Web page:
Home Workouts for When You Have Bad Period Cramps


When I’m sofa-bound thanks to the unceasing, painful jabs of my period cramps, the last thing I really want to do is get up and exercise — curling up in a ball and rocking back and forth sounds much more appealing.

But, the truth of the matter is working out, or simply moving around my apartment, is one of the only things that eases my cramps faster. The Mayo Clinic actually notes that physical activity is one home remedy that can help some women manage their menstrual cramps, and I’m one of them!

My tried-and-true cramp exercise of choice is swimming, but since the pools near me have been closed since March, I’ve had to explore other living room-friendly options. Ahead, the four workouts that push me through the awful aches — and even a few other PMS symptoms.

Peloton Yoga

My cramps kick in a day or two before my period arrives, along with a side of mood swings and increased anxiety. This particular combo of emotional and physical discomfort calls for time spent on my yoga mat — stretching through active Sun Salutations and letting all the stress go during Savasana.

I’ve tried a handful of yoga apps, and Peloton Yoga is by far one of my favourites. The Peloton app, which costs about $13 a month, offers a ton of different types of yoga — like restorative yoga, power yoga, yoga flow, yoga basics, yoga anywhere, and pre- and postnatal yoga — for every skill set and need.

When I feel the faint twinge of a period cramp, I usually turn to a 20 or 30-minute yoga flow session — which combines the perfect amount of active sequences and seated poses.

XB Pilates

I’m definitely not at my perkiest during my period — in fact, I’m kind of a drag. Positivity and an upbeat personality from my workout instructor is what I need in those moments. That’s exactly what you can expect from Andrea Rogers in XB Pilates, available on the Openfit app.

The low-impact pulses and thoughtful, small movements in Rogers’s workouts fire up my muscles, and her encourageing messages always push me through those last few challenging reps. It was in Rogers’s workouts that I learned that lightweight dumbbells are dramatically underrated — an arms series with 2 lb. weights left me sore for days.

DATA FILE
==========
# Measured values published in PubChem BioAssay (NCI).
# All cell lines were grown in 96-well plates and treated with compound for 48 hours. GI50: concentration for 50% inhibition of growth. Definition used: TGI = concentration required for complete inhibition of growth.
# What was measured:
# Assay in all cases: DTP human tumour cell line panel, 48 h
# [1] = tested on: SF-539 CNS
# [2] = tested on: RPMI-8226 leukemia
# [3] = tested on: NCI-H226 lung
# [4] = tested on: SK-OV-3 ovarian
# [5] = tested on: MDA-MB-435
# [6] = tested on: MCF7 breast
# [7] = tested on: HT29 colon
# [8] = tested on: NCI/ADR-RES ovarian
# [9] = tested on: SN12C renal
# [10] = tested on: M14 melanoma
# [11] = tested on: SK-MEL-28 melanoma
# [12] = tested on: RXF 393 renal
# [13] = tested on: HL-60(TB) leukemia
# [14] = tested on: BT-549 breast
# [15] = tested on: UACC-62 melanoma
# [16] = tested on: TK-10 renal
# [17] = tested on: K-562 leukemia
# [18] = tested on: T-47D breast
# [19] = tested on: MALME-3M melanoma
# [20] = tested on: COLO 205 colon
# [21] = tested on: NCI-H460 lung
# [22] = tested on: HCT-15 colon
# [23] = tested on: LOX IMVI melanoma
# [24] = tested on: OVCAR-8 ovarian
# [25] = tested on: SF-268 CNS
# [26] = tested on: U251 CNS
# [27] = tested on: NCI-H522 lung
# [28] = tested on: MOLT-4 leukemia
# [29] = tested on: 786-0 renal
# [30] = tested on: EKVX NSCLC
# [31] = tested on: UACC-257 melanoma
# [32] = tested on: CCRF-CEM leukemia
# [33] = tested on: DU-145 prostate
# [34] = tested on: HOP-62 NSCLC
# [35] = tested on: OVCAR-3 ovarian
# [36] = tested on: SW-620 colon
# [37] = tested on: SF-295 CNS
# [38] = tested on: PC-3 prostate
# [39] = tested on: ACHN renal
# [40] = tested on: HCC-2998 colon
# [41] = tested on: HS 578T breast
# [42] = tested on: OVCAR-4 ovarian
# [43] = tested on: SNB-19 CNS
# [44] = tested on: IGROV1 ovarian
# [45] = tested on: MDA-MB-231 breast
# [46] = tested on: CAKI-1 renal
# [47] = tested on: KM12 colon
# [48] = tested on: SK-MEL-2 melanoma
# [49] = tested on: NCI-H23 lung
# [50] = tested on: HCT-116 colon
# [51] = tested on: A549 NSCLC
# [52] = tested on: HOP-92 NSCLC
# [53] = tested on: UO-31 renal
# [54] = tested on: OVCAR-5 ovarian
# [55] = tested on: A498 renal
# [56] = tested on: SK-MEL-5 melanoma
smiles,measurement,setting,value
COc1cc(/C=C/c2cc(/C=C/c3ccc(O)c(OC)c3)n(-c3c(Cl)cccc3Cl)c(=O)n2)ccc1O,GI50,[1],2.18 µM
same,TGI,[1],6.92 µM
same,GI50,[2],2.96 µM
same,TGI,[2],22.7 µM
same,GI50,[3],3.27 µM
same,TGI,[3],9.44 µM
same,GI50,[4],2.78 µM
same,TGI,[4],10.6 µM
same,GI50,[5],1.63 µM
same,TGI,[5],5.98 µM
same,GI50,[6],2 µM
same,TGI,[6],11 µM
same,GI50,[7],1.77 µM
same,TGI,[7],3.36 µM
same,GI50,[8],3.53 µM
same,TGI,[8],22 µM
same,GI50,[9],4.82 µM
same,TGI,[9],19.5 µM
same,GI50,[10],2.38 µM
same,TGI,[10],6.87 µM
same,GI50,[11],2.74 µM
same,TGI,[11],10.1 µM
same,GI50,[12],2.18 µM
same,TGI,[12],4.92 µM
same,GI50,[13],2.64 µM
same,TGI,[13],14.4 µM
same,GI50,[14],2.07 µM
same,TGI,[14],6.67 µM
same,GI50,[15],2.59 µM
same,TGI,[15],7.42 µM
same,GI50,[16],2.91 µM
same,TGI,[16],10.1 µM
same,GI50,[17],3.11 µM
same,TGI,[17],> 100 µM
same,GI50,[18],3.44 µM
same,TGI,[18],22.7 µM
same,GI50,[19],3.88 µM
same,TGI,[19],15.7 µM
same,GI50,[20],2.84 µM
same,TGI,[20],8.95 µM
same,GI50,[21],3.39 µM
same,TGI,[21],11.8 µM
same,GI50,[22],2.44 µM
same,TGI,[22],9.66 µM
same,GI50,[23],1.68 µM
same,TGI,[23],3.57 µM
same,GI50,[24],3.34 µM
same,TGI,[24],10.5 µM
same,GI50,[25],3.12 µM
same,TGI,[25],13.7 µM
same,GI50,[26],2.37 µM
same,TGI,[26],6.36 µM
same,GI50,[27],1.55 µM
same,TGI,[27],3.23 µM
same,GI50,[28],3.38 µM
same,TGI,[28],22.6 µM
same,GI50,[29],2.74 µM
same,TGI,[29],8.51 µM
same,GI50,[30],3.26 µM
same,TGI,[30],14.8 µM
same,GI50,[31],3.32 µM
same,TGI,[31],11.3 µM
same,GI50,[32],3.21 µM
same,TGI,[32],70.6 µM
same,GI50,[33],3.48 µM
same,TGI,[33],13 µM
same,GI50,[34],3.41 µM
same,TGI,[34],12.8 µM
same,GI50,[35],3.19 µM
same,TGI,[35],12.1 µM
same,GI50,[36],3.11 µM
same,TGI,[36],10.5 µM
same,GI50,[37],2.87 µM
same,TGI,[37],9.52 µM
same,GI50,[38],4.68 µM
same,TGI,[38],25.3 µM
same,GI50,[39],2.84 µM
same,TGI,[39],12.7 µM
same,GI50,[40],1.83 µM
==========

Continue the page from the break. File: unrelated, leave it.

Sometimes plyometric moves get a hard pass from me — especially during the first few days of my period. So, when I want to focus on toning my legs, I turn to P.volve, a low-impact, high-intensity workout method that utilises small, mobility-focussed movements and tools like ankle resistance bands and sliders to target hard-to-reach muscles.

POPSUGAR Fitness Videos

When I do have more energy to jump around or get my heart rate up, the POPSUGAR Fitness Youtube channel is where it’s at. Living room cardio can get old pretty fast, but POPSUGAR’s cardio and dance fitness workout spice up the average jumping jack. I’m a huge fan of the no-equipment videos, which also pop up in strength training playlists, too. Trainer Taylor Walker’s 30-Minute No-Equipment Cardio Workout is a solid place to start. If you’re in the mood to target your core, check out 20-Minute Obliques Workout With Jake DuPree.

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Why Does Exercise Help Cramps?


“Exercise helps everything!” That’s what ob-gyn Erica Cahill, MD, cohost of The V-Word podcast, told POPSUGAR when we asked why exercise can make menstrual cramps feel better. We agree — exercise is basically muscle-building magic — but what exactly is it about a workout that can ease period pain, in particular?

It’s a combination of two things, Dr. Cahill explained. On the one hand, exercise releases endorphins, chemicals that boost your mood and help you feel happier. Beyond that, Dr. Cahill explained that exercise also reduces your levels of cortisol, aka the hormone your body releases when you’re stressed. Cutting cortisol is big when you’re having cramps, Dr. Cahill said, because you’ll decrease inflammation, too.

What does inflammation have to do with cramps? As Jaime Knopman, MD, a reproductive endocrinologist and the director of fertility preservation at CCRM New York, told POPSUGAR in a previous interview, cramps are caused by the uterus contracting, like a muscle cramping up during exercise. Those contractions are necessary — that’s what expels the uterine lining — but the hormones that trigger them, she explained, also cause inflammation and pain. That’s why exercise, which helps to drop your cortisol levels and decrease inflammation, can be helpful.

Not that you’re always in the mood to exercise when it feels like your uterus is preparing to explode. If a workout is out of the question, you can try a heating pad or painkillers like ibuprofen. But if you can manage it, Dr. Cahill says, those natural chemical responses make exercise a great cramp remedy to try before, during, or after your period. Check out this trainer’s workout recommendations for every phase of your period to see if that exercise magic can make your cramps a little more manageable.

Image Source: Getty / Brad Gregory


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